Since beginning my OLPC adventure I’ve been staying on top of the chatter as best I can. After a few weeks of watching carefully, I’m concerned about some of the language used to relate to the project and projects like it. The web has taken a positive tone to the social goals of low cost computing for underprivileged children and now that Asus, Dell and Microsoft have or are working on similar themed products, a marketplace has opened – a marketplace that many commentators seem to think will be the undoing of OLPC.
But this is a different and entirely new marketplace who’s currency isn’t hard cash, but social kudos. In the regular market for IT gizmos and gadgets, or course there is heavy competition – the loser loses money, the winner ends up with the majority of the market share. Those who poorly execute their projects fail by the Capitalist metric.
But since the OLPC XOs aren’t a consumer product, I struggle to understand how the Blogsphere is seeing OLPC threatened by similar products, or seeing pending doom for the whole project because there are now a handful of other low-cost laptops being made.
Our notions of competition come from the common understanding of Darwinian natural history, tied up with a common understanding of Realist politics found in the Classics. Since everybody acknowledges that the idea behind OLPC is entirely new and entirely altruistic, we should go a step further in thinking that traditional notions of competition do not necessarily apply here. Muhammad Yunus, winner of the Nobel Peace Prize, writes that in the 21st century social-objective entrepreneurs follow a different set of rules to their money-centric brethren. He suggests that while:
“He or she competes in the marketplace with all other competitors but is inspired by a set of social objectives…that he or she can profit from the business but that the profit is a byproduct or the original intent and that the higher the social impact per dollar invested by such an entrepreneur, the higher the market rating of the project. Here the ‘market’ will consist of potential investor who are looking for opportunites to invest their money in social-objective-driven enterprises.” [Yunus, M. Banker To The Poor p.251]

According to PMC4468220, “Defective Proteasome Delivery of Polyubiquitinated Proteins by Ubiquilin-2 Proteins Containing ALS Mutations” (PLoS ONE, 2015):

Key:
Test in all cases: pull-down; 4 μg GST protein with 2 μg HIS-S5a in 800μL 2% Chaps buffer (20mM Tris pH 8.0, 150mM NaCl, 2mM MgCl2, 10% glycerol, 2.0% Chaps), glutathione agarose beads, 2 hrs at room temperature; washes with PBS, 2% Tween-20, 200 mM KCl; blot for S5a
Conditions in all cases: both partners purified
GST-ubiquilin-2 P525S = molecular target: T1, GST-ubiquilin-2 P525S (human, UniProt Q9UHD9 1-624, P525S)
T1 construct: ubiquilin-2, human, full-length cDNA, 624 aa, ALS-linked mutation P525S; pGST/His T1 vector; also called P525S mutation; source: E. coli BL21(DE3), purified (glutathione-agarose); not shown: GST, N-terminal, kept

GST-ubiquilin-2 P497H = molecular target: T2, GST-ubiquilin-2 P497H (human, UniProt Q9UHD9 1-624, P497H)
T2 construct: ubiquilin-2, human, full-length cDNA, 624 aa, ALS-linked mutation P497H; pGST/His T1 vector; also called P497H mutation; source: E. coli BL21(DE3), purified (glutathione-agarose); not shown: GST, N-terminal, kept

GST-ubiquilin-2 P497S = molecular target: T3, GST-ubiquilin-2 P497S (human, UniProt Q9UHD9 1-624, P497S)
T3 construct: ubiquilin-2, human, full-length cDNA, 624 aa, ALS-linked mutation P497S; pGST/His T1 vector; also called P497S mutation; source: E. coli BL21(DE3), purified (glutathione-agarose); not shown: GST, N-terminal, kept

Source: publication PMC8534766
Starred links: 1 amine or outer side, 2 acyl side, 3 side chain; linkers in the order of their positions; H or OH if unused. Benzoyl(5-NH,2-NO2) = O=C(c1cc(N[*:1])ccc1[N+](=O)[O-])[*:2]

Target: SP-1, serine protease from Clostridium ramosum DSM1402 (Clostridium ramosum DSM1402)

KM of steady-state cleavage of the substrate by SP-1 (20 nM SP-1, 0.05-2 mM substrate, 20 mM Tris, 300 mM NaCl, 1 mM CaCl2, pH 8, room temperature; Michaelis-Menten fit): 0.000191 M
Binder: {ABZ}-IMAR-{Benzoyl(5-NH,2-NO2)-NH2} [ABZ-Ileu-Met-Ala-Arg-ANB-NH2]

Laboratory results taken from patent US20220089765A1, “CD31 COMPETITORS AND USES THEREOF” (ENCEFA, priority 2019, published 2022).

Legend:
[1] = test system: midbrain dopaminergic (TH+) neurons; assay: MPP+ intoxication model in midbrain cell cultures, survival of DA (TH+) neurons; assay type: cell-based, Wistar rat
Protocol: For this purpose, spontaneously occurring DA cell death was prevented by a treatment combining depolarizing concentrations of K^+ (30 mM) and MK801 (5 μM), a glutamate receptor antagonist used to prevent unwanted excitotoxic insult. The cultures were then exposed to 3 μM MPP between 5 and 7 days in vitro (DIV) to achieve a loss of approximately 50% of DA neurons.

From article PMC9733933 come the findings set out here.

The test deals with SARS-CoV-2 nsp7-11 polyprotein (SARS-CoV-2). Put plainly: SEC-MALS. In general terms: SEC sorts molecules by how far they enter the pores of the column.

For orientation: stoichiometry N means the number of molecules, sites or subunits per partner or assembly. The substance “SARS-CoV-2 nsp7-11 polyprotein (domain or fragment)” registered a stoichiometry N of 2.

“Because of… orthodox economics… all the investment money is now lucked up in only one category of investment: investment for making personal profit… the moment we open the door to making a social impact through investments, investors will start putting their investment dollars through this door as well.” [Yunus, M. Banker To The Poor. p.256]
Whatever Asus and Dell’s goals, we know OLPC’s goal is get XOs to poor kids without profit in mind. There are a lot of them out there – even if you insist on seeing this whole movement as subject to the ‘sharp, brutish realities’ of nature and economics, then you’d also have to see the millions of kids needing a hand up as a market that has a long time to go before it becomes saturated. And when it does become saturated, isn’t that Mission Accomplished??
If you reject the notion of competition in nature then immediately the internecine relationships fall away and you’re left with a small handful of people from a range of companies trying to make a little more out of their nine-to-five. And it doesn’t look like anyone is giving up soon.
[…] and just how best to go about it, have not been avoided by being a not-for-profit. Besides, as I suggested before, if OLPC’s XOs sit within a unique and new market (where social capital is regarded as […]